How the outdoor industry can be more inclusive of queer people

OUT There Adventures founder Elyse Rylander has been working hard to bring more visibility to the queer community. Here are her suggestions to make your business more inclusive.
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When Elyse Rylander was in grad school, she couldn’t find a single outdoor education program focused on people in the queer community. She had long been a kayaking guide, and saw a clear need for more inclusive trips. So in 2014, she founded Seattle-based OUT There Adventures with Kira McGieson. The next year, they took two students on a kayaking trip off the coast of Washington. This year, OTA is running 10 day trips, two multi-day adventures, and a four-week conservation crew. Rylander has been laser-focused on making the outdoors more accessible to queer youth, and gear more inclusive and gender-neutral.

Recently, she launched the first LGBTQ Outdoor Summit, which will take place in Seattle in October, sponsored by The Wilderness Society and The North Face. Interested in helping out or joining as a sponsor? Find out more here.

Elyse Ryland, front, founded OUT There Adventures in 2014 to help get kids in the LGBTQ community into nature and away from the problems they face at school and at home. Photo courtesy of Elyse Ryland.

Elyse Rylander, front, founded OUT There Adventures in 2014 to help get kids in the LGBTQ community into nature and away from the problems they face at school and at home. Photo courtesy of Elyse Rylander.

1. What makes Out there adventures unique?

I’m a huge advocate of kids going out and doing Outward Bound or local community trips. If they feel comfortable, that’s fantastic. But we provide programming to kids that wouldn’t find Outward Bound or NOLS accessible to them because of their queer identity. If kids want to have an outdoor experience, but are afraid of tent pairings or gendered bathrooms, it feels more comfortable if it’s led by people who look like them. They can hang out with other kids to whom they don’t have to explain the meaning of “cisgender,” or “pansexual.” My goal with OUT There Adventures is not to compete with those programs, but to offer an opportunity to supplement them, or get those kids out who fear that those other programs wouldn’t be accessible to them. I want to be part of the whole outdoor recreation landscape, not out in my own little world, because ultimately, we all want the same thing.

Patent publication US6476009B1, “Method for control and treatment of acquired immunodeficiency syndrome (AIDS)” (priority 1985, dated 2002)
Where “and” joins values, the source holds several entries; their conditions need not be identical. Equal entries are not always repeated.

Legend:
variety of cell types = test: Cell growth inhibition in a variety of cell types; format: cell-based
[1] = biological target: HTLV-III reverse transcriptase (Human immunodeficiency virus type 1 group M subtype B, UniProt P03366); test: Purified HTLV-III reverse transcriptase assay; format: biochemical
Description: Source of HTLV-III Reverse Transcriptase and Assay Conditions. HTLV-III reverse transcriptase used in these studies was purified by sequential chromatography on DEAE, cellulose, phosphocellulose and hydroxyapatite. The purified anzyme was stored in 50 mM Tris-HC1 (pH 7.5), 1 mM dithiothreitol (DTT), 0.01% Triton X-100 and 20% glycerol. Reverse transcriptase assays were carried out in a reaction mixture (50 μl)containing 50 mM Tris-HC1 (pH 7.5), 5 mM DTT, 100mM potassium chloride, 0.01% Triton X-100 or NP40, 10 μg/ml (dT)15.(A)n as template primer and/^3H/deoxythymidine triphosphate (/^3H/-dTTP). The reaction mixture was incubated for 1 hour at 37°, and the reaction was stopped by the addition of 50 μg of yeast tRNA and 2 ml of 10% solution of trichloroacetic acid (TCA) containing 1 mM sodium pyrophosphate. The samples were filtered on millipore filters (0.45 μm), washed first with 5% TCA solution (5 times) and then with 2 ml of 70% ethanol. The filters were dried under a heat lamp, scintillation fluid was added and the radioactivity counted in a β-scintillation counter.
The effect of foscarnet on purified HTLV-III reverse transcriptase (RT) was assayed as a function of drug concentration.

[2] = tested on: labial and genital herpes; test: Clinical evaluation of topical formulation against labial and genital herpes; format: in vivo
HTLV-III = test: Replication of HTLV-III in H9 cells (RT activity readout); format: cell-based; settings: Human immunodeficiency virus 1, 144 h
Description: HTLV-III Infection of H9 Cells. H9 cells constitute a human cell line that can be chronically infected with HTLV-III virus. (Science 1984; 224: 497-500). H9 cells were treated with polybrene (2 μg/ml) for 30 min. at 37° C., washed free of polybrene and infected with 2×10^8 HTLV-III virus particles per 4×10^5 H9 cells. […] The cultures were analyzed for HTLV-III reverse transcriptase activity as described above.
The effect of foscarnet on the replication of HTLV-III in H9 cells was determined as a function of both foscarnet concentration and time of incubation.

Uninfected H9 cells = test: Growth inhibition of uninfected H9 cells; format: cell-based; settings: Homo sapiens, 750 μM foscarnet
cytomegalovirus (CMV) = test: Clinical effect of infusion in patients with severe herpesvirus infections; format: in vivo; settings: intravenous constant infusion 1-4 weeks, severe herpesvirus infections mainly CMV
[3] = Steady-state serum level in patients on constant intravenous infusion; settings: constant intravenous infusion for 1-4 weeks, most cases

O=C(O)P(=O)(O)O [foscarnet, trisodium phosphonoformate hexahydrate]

2. What barriers do queer kids face in getting outside?

At the root of it is just a lack of visibility. You can’t be what you can’t see. It’s really hard to aspire to these different lifestyles or different careers if you don’t identify with anyone you see doing those careers. That’s something we’re all culturally aware of in some way. We’re trying to help people who are marginalized expand what’s available to them.

When I have conversations with outdoor education organizations about how to market better to the queer community, that can be kind of tricky. Unlike race or binary gender, it’s not easy to look at someone and know if he or she is queer. When you are part of that community, you get really good about noticing other members of your community. You might see people who look a little queer with the way they cut their hair, dress, or carry themselves—people within those communities will notice those things because we are constantly looking for that affirmation in our everyday lives. We need visibility, and we need to do it in a way that isn’t tokenizing.

3. So how do we pull that off without tokenizing people who identify as queer?